To the best of our knowledge, this is the first report addressing TGA occurrences among cancer patients. After a diagnosis of cancer, patients may persistently suffer from severe psychological stress , while waiting for the diagnosis  and making treatment decisions , or due to treatment side effects , increasing physical distress , disease recurrence and metastasis , and eventually the pending death . Previous studies have reported increased risks of different severe health outcomes including suicide [34, 35] and cardiovascular diseases  among cancer patients from immediately after diagnosis to the end of life, reflecting severe stress experienced by the patients during different stages of cancer. The different findings between these outcomes and TGA may be informative on the potentially differing mechanisms underlying TGA and other outcomes sensitive to strong stressors.
Strengths of our study include the large-scale population-based cohort design, the complete follow-up, and the independently and prospectively collected data on cancer and TGA. A few limitations of the present study should also be discussed. First, the identification of TGA in our study relied on hospital administrative records (i.e., inpatient and outpatient hospital visit), and as a result we were only able to identify TGA cases admitted over-night in a hospital or treated by a hospital-based specialist. Furthermore, since only >80% of the outpatient specialist visits are covered by the Patient Register, we likely had misclassified some TGA cases as TGA-free during follow-up. Nevertheless, the completeness of TGA ascertainment might not be a large concern as we observed a similar incidence rate of TGA among the cancer-free individuals (12 per 100,000 person-years) as previously reported (5–11 per 100,000 person-years [3–5]). If anything, such misclassification should be of larger concern for cancer-free individuals than cancer patients given the intensive medical surveillance among the latter, and therefore potentially leading to an artifact of the association between cancer and TGA. The null association observed in the present study alleviated such concern. On the contrary, the hospital-based TGA diagnosis did however have satisfactory specificity according to our validation study (93%). However, since the validation study was performed on the basis of two hospitals in the central part of Sweden, we were not able to assess the accuracy of TGA diagnosis from other parts of Sweden. Given the register-based nature of the present study, we had limited clinical information on other potential effect modifiers of the studied association, including cancer treatment. However, we did not find the association to vary clearly according to different time periods after cancer diagnosis or across different cancer types. Finally, in the present study we included only cancer patients diagnosed at age 30 and above since we found no TGA cases among cancer patients diagnosed at younger ages during the study period. Future studies are needed to specifically examine whether an association of cancer diagnosis with TGA exists among people younger than 30 years.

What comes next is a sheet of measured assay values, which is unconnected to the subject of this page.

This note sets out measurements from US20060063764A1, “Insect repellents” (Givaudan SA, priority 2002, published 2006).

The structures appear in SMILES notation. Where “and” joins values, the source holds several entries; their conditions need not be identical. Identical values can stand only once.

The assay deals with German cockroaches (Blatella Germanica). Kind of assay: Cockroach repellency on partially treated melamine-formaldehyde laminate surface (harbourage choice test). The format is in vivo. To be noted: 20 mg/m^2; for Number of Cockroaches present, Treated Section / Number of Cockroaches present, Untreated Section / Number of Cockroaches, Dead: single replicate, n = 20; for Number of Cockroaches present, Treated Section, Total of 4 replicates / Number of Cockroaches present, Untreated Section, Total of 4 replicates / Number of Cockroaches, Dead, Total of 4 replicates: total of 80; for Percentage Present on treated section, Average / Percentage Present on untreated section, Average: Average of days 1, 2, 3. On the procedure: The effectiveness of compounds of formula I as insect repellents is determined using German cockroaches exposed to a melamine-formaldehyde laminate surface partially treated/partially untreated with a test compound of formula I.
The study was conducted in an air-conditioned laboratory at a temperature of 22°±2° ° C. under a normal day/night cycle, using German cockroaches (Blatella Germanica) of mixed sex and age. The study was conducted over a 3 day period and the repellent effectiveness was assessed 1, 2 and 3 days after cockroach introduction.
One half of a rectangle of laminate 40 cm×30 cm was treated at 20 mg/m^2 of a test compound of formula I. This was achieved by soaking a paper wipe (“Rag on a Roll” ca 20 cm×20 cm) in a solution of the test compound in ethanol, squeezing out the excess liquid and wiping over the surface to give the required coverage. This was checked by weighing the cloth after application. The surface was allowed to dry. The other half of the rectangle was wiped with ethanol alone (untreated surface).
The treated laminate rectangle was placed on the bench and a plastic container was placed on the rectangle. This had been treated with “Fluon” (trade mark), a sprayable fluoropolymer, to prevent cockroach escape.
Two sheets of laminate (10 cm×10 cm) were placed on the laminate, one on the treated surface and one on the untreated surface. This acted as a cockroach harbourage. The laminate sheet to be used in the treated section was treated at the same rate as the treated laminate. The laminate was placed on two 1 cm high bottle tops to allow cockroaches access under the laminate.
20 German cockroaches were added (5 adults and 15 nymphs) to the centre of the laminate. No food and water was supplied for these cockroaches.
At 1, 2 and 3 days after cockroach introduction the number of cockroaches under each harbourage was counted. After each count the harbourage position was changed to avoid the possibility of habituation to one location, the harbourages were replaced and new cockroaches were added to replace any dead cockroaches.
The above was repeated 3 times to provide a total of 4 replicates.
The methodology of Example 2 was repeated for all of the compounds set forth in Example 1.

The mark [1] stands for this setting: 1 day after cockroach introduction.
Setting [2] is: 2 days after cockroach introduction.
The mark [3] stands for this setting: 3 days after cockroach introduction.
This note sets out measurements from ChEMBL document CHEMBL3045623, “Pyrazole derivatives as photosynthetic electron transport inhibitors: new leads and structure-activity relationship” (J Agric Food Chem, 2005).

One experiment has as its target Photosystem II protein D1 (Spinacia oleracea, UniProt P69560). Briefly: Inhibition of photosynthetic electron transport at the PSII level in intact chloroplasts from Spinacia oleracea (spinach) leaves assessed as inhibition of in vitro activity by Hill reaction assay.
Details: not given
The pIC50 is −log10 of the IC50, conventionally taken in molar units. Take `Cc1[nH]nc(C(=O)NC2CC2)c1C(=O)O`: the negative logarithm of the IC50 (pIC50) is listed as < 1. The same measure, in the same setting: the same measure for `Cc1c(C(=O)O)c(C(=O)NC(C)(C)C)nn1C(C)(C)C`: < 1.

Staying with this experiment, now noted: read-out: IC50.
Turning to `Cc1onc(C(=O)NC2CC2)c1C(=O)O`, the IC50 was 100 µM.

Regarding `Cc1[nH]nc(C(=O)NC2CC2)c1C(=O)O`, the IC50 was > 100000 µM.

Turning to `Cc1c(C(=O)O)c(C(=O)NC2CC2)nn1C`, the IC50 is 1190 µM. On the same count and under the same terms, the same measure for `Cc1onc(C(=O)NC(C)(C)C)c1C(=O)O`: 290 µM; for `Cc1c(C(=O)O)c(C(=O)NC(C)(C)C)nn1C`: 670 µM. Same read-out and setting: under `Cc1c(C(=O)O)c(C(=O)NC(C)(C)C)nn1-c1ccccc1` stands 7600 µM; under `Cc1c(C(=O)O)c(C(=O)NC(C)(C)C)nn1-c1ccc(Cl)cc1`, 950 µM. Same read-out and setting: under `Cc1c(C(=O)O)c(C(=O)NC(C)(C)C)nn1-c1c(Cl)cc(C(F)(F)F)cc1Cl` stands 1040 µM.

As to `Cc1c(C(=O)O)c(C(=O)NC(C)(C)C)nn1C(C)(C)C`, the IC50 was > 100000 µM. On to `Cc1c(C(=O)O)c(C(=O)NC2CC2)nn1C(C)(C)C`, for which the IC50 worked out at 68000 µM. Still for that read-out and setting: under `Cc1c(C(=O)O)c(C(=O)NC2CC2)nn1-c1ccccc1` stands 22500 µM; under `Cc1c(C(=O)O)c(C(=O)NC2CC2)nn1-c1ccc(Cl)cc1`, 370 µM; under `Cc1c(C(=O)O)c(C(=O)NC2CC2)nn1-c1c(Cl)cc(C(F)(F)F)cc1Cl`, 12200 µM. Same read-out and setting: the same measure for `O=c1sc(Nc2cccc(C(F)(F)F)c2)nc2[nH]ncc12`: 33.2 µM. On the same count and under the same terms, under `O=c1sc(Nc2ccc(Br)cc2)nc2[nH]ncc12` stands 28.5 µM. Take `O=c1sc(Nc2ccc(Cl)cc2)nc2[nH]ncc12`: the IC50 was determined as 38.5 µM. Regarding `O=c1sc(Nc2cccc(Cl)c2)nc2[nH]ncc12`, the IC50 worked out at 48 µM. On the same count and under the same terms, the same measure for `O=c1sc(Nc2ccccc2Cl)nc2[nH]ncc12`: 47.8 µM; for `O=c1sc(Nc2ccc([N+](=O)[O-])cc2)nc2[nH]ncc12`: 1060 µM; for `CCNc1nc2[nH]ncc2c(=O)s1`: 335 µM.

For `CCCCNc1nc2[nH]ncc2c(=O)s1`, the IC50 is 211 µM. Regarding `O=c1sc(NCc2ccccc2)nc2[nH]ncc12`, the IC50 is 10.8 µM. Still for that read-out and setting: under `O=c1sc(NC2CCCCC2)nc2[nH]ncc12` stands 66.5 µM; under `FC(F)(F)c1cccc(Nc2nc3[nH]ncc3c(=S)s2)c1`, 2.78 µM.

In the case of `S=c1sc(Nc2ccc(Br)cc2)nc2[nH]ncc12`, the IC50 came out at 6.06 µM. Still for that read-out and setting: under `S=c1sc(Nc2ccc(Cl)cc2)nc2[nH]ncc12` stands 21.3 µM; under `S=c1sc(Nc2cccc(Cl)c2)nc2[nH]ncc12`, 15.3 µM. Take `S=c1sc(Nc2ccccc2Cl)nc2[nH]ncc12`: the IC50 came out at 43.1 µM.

In conclusion, based on a large cohort study of more than five million Swedes, we did not find a positive association between a cancer diagnosis and the risk of TGA.
Conceived and designed the experiments: JZ FF UV. Performed the experiments: JZ DL OS. Analyzed the data: JZ DL OS. Contributed reagents/materials/analysis tools: OS KW KF FP. Wrote the paper: JZ FF.
- 1. Sander K, Sander D. New insights into transient global amnesia: recent imaging and clinical findings. Lancet Neurol. 2005;4:437–444. pmid:15963447
- 2. Quinette P, Guillery-Girard B, Dayan J, de la Sayette V, Marquis S, Viader F, et al. What does transient global amnesia really mean? Review of the literature and thorough study of 142 cases. Brain. 2006;129:1640–1658. pmid:16670178
- 3. Hodges JR, Warlow CP. The aetiology of transient global amnesia. A case-control study of 114 cases with prospective follow-up. Brain. 1990;113:639–657. pmid:2194627
- 4. Brigo F, Lochner P, Tezzon F, Nardone R. Incidence of transient global amnesia in Merano, province of Bolzano, Italy. Acta Neurol Belg. 2014.
- 5. Koski KJ, Marttila RJ. Transient global amnesia: incidence in an urban population. Acta Neurol Scand. 1990;81:358–360. pmid:2360405
- 6. Zorzon M, Antonutti L, Mase G, Biasutti E, Vitrani B, Cazzato G. Transient global amnesia and transient ischemic attack. Natural history, vascular risk factors, and associated conditions. Stroke. 1995;26:1536–1542. pmid:7660394
- 7. Hodges JR, Warlow CP. Syndromes of transient amnesia: towards a classification. A study of 153 cases. J Neurol Neurosurg Psychiatry. 1990;53:834–843. pmid:2266362
- 8. Bartsch T, Deuschl G. Transient global amnesia: functional anatomy and clinical implications. Lancet Neurol. 2010;9:205–214. pmid:20129169
- 9. Fisher CM. Transient global amnesia. Precipitating activities and other observations. Arch Neurol. 1982;39:605–608. pmid:7125972
- 10. Sander D, Winbeck K, Etgen T, Knapp R, Klingelhofer J, Conrad B. Disturbance of venous flow patterns in patients with transient global amnesia. Lancet. 2000;356:1982–1984. pmid:11130530